Paul Pogba’s Manchester United contract is starting to become a concern.

With the Frenchman gearing up for a Euro 2020 challenge, he could be heading into his final year as a United player.

But both sides should meet in the middle in a bid to ensure Pogba does not leave Old Trafford for nothing.

United will not want to lose Pogba for free twice. Especially when they paid a then-record £89million (BBC) to bring him back in 2016. But the 28-year-old could rightly feel aggrieved that, since his return, he has only won two major trophies (and nothing for four years).

Villarreal CF v Manchester United - UEFA Europa League Final
(Photo by Boris Streubel – UEFA/UEFA via Getty Images)

That is where some persuasion comes in. After all, United could be on the verge of something great.

Edinson Cavani is staying for another year, Bruno Fernandes would get into any team in the world, and Jadon Sancho could yet arrive to finally strengthen the right wing.

If United can sort out their defence, a title-charge is on. And Pogba can be at the heart of it.

Rather than doubt creping in, and potentially impacting United’s next season, Pogba should sign a new deal with a few caveats.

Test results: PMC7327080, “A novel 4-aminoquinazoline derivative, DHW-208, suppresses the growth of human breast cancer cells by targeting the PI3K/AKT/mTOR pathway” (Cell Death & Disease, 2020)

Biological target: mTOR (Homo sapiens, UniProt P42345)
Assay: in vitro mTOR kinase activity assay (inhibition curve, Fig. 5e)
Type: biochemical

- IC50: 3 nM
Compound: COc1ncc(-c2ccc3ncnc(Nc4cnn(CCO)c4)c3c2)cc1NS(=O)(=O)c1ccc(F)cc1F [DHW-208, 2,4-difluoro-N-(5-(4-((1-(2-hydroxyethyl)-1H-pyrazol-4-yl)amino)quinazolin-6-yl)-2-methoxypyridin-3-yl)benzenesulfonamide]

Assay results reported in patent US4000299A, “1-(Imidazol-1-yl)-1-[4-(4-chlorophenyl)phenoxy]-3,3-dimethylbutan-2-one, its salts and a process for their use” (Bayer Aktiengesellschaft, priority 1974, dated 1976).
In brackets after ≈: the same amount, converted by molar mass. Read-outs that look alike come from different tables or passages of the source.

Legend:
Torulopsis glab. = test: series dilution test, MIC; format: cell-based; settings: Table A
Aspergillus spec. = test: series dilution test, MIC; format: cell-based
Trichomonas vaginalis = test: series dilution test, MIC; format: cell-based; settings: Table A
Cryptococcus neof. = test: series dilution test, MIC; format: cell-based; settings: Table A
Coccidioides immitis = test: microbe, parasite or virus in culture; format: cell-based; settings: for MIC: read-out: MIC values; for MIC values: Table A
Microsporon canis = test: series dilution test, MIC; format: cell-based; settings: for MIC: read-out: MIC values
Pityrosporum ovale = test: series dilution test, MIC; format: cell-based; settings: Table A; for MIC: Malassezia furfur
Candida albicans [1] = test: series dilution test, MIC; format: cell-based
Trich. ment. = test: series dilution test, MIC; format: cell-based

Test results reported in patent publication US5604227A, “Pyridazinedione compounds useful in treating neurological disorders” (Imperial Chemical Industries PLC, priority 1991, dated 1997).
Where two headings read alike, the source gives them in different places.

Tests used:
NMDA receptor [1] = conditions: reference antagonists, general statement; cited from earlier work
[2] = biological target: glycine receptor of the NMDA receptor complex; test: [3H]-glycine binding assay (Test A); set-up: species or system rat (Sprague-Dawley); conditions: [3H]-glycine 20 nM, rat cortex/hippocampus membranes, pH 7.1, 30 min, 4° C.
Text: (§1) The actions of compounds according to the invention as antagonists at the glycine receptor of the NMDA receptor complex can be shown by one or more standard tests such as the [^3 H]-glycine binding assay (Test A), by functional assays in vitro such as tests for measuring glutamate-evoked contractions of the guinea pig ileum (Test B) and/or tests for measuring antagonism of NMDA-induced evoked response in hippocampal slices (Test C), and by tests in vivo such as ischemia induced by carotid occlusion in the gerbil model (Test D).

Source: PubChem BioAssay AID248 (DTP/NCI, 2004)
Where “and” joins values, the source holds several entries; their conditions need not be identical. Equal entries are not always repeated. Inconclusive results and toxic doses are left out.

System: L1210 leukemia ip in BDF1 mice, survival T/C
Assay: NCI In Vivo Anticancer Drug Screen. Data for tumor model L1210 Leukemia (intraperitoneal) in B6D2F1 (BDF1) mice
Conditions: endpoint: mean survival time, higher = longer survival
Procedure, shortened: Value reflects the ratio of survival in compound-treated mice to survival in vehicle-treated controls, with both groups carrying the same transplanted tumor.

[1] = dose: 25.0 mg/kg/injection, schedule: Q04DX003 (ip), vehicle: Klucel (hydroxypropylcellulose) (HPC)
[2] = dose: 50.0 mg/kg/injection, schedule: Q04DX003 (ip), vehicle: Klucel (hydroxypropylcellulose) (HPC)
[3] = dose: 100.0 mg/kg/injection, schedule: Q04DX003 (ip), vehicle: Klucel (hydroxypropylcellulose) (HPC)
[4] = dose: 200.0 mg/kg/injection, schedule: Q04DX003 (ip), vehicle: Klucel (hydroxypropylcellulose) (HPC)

In so doing, he would switch the focus back to the pitch. But United must also be aware that he may not be around forever.

Compromise required

An agreement that sees Pogba leave Old Trafford in a year or two for a reduced fee could suit all parties.

United would still make money, while Pogba could finally head to La Liga, where some feel he is destined to play.

It may not be ideal. But losing him for nothing in 2022 would be a lot worse. As would the constant talk of his future at a time when Ole Gunnar Solskjaer wants to focus on trophies.

Some may argue that Pogba doesn’t owe United anything and is well within his rights to run his contract down . But others will feel there would be no harm in ensuring the club get a decent fee when the time does come for him to finally leave.

That would obviously mean United slashing his value in half. But half of a lot is better than a whole lot of nothing.

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